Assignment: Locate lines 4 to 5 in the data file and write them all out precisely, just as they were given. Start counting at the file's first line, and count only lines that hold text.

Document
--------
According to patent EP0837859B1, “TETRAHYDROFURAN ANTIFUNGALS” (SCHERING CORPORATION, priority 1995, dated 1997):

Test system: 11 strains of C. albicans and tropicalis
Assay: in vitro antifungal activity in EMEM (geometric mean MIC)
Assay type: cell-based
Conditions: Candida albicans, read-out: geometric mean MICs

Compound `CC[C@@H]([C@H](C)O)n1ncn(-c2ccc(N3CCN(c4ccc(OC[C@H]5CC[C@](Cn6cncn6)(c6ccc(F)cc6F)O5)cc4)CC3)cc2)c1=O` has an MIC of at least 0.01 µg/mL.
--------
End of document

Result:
Assay type: cell-based
Conditions: Candida albicans, read-out: geometric mean MICs